After the opening remarks and a couple of questions, I had to get up and stretch.  I stepped out of the room, and then stood in the back when I came in.  I wandered over to the banquet tables, where coffee and muffins were set out, and got a drink.  I gazed around the room, picking out the candidates' handlers, mostly in suits (mostly sharper looking than the candidates themselves).

It seemed that the questions all bled together and the responses suggested that there were no bright ideas on how to get more out of our own country's capacity to grow good food and make it available to more people.

This makes people like me second guess my hope for a better food system.  No matter what evidence there is to suggest that big changes in agriculture are necessary to environmental sustainability and the welfare to farmers (consider the idea that currently, crop farmers work off-farm to make up for the losses in their farming venture - essentially subsidizing the large seed and pesticide companies they buy from regardless of their own profitability) no politician with serious prospects of being elected would support anything much outside of the status quo.

These issues well up over time as they are neglected.  Health care becomes less sustainable and slowly sinks into crisis as the population ages.  Aboriginal communities become more alienated from government and less able to trust them.  Food eventually becomes inedible in spite of its abundance.  Farming, already unsustainable for the farmer, becomes phased out as new generations are less willing to swallow the bitter reality of working two jobs for the income of one.  This is where I am reminded of the fact that, although Canadian politics still rolls its eyes at my farm and calls what I do a quaint hobby, its general tenets are really the inevitable direction of food production (small-scale, local and not reliant on large, powerful, litigious companies patenting seed) and something that will continue to take hold and evolve as politicians strategize over their latest niquab issue.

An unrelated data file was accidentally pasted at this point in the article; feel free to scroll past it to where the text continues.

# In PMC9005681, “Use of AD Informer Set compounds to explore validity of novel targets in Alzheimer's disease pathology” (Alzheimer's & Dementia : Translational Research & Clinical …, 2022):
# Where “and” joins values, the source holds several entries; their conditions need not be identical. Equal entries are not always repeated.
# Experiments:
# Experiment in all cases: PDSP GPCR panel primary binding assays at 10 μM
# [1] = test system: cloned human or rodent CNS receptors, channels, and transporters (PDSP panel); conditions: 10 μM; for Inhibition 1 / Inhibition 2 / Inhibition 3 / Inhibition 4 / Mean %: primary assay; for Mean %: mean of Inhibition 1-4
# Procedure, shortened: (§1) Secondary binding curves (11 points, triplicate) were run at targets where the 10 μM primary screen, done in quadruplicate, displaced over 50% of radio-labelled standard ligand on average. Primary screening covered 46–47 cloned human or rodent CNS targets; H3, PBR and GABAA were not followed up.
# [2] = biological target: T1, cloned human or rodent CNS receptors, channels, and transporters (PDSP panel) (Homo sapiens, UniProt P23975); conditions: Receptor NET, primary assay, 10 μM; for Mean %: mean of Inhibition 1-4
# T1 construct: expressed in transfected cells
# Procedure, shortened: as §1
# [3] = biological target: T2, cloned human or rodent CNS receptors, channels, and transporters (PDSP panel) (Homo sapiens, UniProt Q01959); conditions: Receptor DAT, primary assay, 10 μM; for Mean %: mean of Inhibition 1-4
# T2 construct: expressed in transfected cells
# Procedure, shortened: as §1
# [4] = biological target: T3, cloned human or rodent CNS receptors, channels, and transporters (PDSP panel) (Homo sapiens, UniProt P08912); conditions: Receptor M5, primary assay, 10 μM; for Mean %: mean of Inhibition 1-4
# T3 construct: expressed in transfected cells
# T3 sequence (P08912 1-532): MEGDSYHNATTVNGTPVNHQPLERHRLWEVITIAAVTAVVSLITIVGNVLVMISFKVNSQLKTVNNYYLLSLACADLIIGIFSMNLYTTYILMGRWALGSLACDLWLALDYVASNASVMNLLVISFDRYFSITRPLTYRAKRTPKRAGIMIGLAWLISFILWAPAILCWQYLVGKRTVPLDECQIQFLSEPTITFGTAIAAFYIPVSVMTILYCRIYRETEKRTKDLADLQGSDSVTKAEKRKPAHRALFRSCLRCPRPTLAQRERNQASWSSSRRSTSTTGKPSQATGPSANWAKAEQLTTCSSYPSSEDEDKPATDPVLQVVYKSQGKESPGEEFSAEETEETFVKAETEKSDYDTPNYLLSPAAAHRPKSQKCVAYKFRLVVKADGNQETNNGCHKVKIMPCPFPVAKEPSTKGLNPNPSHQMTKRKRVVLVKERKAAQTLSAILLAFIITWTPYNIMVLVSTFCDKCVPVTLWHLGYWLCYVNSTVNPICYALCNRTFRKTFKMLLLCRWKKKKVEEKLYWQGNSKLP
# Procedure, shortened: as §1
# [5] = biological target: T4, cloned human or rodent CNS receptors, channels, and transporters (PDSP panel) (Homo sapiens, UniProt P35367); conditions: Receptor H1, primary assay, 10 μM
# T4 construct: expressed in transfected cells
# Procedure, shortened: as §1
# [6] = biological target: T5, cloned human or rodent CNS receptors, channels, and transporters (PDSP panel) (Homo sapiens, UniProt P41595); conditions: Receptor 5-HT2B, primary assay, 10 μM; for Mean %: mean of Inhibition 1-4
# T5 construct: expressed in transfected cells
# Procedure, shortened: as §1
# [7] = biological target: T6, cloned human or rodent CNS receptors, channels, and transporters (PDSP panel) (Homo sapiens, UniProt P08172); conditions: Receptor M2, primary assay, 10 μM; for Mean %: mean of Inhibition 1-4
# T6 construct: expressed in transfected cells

Saturday, 12 September 2015

Squash Harvest

Although today, as I write, it's been raining steadily (it's the first rainy day we have had since the spring I think - though we have had an almost ideal rainfall this year - often overnight or short bursts during the day) yesterday I spent most of the day harvesting squash, weeding the struggling strawberry rows, and setting up beds for greens that will go into the fall and serve the first part of winter CSA shares (before winter sets in and we will use hardy vegetables grown in the greenhouse).  It was a beautiful fall-weather day.  The sun seemed less intense and not as high for as long as I've been used to, and the air was a bit drier andcrisper.  The trees in the forest are still fully green and in their shade it could just as well be spring.

The last couple of weeks of August were hot and humid, and work had become so repetitive and unsatisfying that I got frustrated and morose, even thinking about getting as far away from farming as I could and soon.  The shift in the weather, and seeing the squash patch cleared - and a good abundance in the shed where they'll be left to cure, has shifted something in my mood and outlook.